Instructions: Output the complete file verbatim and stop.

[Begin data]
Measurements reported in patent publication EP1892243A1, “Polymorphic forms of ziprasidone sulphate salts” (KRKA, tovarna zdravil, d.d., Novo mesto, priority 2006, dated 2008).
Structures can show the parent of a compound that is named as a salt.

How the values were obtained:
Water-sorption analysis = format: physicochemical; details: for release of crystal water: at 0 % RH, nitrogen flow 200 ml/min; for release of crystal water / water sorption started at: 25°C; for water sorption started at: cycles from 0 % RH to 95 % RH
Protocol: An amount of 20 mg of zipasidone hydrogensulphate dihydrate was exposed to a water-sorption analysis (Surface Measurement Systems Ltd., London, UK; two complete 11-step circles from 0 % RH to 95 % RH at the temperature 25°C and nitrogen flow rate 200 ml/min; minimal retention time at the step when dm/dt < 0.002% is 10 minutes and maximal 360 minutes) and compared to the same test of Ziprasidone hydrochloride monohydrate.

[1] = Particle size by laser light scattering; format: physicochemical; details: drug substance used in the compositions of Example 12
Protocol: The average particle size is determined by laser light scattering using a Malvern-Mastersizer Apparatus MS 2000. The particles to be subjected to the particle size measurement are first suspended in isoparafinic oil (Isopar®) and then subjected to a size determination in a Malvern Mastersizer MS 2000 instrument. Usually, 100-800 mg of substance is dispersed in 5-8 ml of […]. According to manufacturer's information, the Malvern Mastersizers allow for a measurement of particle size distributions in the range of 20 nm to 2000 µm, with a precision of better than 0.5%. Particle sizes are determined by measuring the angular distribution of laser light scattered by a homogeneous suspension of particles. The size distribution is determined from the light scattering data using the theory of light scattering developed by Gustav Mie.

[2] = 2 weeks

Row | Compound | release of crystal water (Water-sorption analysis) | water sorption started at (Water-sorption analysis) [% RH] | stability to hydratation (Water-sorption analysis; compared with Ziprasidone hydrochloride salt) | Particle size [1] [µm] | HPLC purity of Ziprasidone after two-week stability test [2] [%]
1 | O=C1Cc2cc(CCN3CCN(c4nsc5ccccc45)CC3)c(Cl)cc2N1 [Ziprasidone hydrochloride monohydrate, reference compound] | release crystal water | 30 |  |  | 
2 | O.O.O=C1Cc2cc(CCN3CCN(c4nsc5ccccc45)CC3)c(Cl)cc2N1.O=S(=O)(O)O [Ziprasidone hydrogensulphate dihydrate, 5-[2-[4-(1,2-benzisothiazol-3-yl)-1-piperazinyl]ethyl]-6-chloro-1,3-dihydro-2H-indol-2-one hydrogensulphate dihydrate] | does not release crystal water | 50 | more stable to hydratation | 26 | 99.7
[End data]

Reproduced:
Measurements reported in patent publication EP1892243A1, “Polymorphic forms of ziprasidone sulphate salts” (KRKA, tovarna zdravil, d.d., Novo mesto, priority 2006, dated 2008).
Structures can show the parent of a compound that is named as a salt.

How the values were obtained:
Water-sorption analysis = format: physicochemical; details: for release of crystal water: at 0 % RH, nitrogen flow 200 ml/min; for release of crystal water / water sorption started at: 25°C; for water sorption started at: cycles from 0 % RH to 95 % RH
Protocol: An amount of 20 mg of zipasidone hydrogensulphate dihydrate was exposed to a water-sorption analysis (Surface Measurement Systems Ltd., London, UK; two complete 11-step circles from 0 % RH to 95 % RH at the temperature 25°C and nitrogen flow rate 200 ml/min; minimal retention time at the step when dm/dt < 0.002% is 10 minutes and maximal 360 minutes) and compared to the same test of Ziprasidone hydrochloride monohydrate.

[1] = Particle size by laser light scattering; format: physicochemical; details: drug substance used in the compositions of Example 12
Protocol: The average particle size is determined by laser light scattering using a Malvern-Mastersizer Apparatus MS 2000. The particles to be subjected to the particle size measurement are first suspended in isoparafinic oil (Isopar®) and then subjected to a size determination in a Malvern Mastersizer MS 2000 instrument. Usually, 100-800 mg of substance is dispersed in 5-8 ml of […]. According to manufacturer's information, the Malvern Mastersizers allow for a measurement of particle size distributions in the range of 20 nm to 2000 µm, with a precision of better than 0.5%. Particle sizes are determined by measuring the angular distribution of laser light scattered by a homogeneous suspension of particles. The size distribution is determined from the light scattering data using the theory of light scattering developed by Gustav Mie.

[2] = 2 weeks

Row | Compound | release of crystal water (Water-sorption analysis) | water sorption started at (Water-sorption analysis) [% RH] | stability to hydratation (Water-sorption analysis; compared with Ziprasidone hydrochloride salt) | Particle size [1] [µm] | HPLC purity of Ziprasidone after two-week stability test [2] [%]
1 | O=C1Cc2cc(CCN3CCN(c4nsc5ccccc45)CC3)c(Cl)cc2N1 [Ziprasidone hydrochloride monohydrate, reference compound] | release crystal water | 30 |  |  | 
2 | O.O.O=C1Cc2cc(CCN3CCN(c4nsc5ccccc45)CC3)c(Cl)cc2N1.O=S(=O)(O)O [Ziprasidone hydrogensulphate dihydrate, 5-[2-[4-(1,2-benzisothiazol-3-yl)-1-piperazinyl]ethyl]-6-chloro-1,3-dihydro-2H-indol-2-one hydrogensulphate dihydrate] | does not release crystal water | 50 | more stable to hydratation | 26 | 99.7